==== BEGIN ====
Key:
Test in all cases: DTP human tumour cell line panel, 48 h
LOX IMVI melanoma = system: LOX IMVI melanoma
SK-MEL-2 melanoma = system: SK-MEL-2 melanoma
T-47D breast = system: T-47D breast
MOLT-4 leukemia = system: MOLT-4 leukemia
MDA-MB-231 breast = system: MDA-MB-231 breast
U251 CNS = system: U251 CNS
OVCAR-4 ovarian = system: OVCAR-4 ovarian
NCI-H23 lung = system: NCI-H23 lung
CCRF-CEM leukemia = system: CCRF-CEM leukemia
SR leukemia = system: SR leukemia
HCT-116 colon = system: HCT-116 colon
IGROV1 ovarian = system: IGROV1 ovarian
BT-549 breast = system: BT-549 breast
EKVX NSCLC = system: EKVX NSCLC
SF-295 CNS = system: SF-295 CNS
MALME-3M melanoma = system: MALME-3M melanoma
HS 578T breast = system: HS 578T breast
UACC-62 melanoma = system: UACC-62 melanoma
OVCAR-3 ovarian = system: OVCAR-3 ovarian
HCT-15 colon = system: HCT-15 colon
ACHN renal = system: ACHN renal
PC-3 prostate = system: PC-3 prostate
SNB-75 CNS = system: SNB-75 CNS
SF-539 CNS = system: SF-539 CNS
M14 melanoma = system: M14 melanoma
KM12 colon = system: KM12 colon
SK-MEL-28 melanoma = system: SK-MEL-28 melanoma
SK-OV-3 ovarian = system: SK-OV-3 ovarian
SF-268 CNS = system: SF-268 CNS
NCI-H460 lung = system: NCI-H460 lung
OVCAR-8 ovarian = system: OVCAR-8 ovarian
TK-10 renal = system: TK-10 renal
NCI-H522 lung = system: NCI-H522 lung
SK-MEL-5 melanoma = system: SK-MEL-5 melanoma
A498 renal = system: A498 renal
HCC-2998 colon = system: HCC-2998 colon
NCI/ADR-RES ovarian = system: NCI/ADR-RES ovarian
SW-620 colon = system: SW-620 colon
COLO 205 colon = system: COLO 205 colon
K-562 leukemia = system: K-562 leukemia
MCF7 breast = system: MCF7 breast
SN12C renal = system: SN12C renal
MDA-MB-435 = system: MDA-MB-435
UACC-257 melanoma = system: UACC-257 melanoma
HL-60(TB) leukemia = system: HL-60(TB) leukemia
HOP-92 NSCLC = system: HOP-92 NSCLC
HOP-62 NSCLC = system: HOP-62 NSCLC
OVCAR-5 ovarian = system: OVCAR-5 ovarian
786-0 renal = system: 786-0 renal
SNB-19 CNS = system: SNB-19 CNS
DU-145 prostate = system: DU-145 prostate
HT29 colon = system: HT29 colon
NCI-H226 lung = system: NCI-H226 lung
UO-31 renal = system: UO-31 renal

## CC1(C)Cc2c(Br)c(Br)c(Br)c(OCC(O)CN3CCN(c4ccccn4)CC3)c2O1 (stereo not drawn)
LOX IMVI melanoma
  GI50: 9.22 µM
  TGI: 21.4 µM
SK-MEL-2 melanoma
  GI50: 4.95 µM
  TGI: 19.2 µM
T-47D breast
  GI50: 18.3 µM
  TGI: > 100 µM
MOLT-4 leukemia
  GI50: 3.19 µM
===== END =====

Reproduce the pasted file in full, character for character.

Key:
Test in all cases: DTP human tumour cell line panel, 48 h
LOX IMVI melanoma = system: LOX IMVI melanoma
SK-MEL-2 melanoma = system: SK-MEL-2 melanoma
T-47D breast = system: T-47D breast
MOLT-4 leukemia = system: MOLT-4 leukemia
MDA-MB-231 breast = system: MDA-MB-231 breast
U251 CNS = system: U251 CNS
OVCAR-4 ovarian = system: OVCAR-4 ovarian
NCI-H23 lung = system: NCI-H23 lung
CCRF-CEM leukemia = system: CCRF-CEM leukemia
SR leukemia = system: SR leukemia
HCT-116 colon = system: HCT-116 colon
IGROV1 ovarian = system: IGROV1 ovarian
BT-549 breast = system: BT-549 breast
EKVX NSCLC = system: EKVX NSCLC
SF-295 CNS = system: SF-295 CNS
MALME-3M melanoma = system: MALME-3M melanoma
HS 578T breast = system: HS 578T breast
UACC-62 melanoma = system: UACC-62 melanoma
OVCAR-3 ovarian = system: OVCAR-3 ovarian
HCT-15 colon = system: HCT-15 colon
ACHN renal = system: ACHN renal
PC-3 prostate = system: PC-3 prostate
SNB-75 CNS = system: SNB-75 CNS
SF-539 CNS = system: SF-539 CNS
M14 melanoma = system: M14 melanoma
KM12 colon = system: KM12 colon
SK-MEL-28 melanoma = system: SK-MEL-28 melanoma
SK-OV-3 ovarian = system: SK-OV-3 ovarian
SF-268 CNS = system: SF-268 CNS
NCI-H460 lung = system: NCI-H460 lung
OVCAR-8 ovarian = system: OVCAR-8 ovarian
TK-10 renal = system: TK-10 renal
NCI-H522 lung = system: NCI-H522 lung
SK-MEL-5 melanoma = system: SK-MEL-5 melanoma
A498 renal = system: A498 renal
HCC-2998 colon = system: HCC-2998 colon
NCI/ADR-RES ovarian = system: NCI/ADR-RES ovarian
SW-620 colon = system: SW-620 colon
COLO 205 colon = system: COLO 205 colon
K-562 leukemia = system: K-562 leukemia
MCF7 breast = system: MCF7 breast
SN12C renal = system: SN12C renal
MDA-MB-435 = system: MDA-MB-435
UACC-257 melanoma = system: UACC-257 melanoma
HL-60(TB) leukemia = system: HL-60(TB) leukemia
HOP-92 NSCLC = system: HOP-92 NSCLC
HOP-62 NSCLC = system: HOP-62 NSCLC
OVCAR-5 ovarian = system: OVCAR-5 ovarian
786-0 renal = system: 786-0 renal
SNB-19 CNS = system: SNB-19 CNS
DU-145 prostate = system: DU-145 prostate
HT29 colon = system: HT29 colon
NCI-H226 lung = system: NCI-H226 lung
UO-31 renal = system: UO-31 renal

## CC1(C)Cc2c(Br)c(Br)c(Br)c(OCC(O)CN3CCN(c4ccccn4)CC3)c2O1 (stereo not drawn)
LOX IMVI melanoma
  GI50: 9.22 µM
  TGI: 21.4 µM
SK-MEL-2 melanoma
  GI50: 4.95 µM
  TGI: 19.2 µM
T-47D breast
  GI50: 18.3 µM
  TGI: > 100 µM
MOLT-4 leukemia
  GI50: 3.19 µM